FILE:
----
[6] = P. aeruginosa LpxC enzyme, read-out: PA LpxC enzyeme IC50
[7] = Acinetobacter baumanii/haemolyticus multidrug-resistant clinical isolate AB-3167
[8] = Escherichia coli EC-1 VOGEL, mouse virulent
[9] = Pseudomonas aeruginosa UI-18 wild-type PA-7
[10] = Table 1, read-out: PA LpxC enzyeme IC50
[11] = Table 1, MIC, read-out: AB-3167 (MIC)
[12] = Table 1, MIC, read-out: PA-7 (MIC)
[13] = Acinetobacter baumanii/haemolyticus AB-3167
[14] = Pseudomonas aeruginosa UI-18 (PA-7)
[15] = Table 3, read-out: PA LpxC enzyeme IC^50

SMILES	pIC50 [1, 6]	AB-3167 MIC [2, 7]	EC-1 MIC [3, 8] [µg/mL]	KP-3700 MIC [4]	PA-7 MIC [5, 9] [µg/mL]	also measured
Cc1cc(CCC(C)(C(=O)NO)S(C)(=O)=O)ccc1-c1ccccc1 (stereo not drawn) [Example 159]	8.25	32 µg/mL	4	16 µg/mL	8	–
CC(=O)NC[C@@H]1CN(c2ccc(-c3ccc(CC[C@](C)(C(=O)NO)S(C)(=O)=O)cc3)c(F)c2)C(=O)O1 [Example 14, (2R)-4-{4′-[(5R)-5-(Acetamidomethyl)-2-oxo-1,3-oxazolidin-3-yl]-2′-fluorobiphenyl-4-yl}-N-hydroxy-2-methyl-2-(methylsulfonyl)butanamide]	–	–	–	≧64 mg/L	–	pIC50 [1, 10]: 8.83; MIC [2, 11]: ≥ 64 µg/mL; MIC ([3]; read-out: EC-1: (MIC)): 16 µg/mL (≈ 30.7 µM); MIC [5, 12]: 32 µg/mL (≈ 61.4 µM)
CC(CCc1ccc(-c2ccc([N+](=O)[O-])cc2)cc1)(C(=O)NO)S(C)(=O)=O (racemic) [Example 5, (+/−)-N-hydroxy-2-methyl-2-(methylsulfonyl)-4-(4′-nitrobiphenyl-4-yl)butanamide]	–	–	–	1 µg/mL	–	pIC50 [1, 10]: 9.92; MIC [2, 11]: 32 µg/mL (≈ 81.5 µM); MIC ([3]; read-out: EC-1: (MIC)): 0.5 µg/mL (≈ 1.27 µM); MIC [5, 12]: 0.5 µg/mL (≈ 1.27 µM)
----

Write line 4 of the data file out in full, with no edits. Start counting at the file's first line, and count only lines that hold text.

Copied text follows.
[9] = Pseudomonas aeruginosa UI-18 wild-type PA-7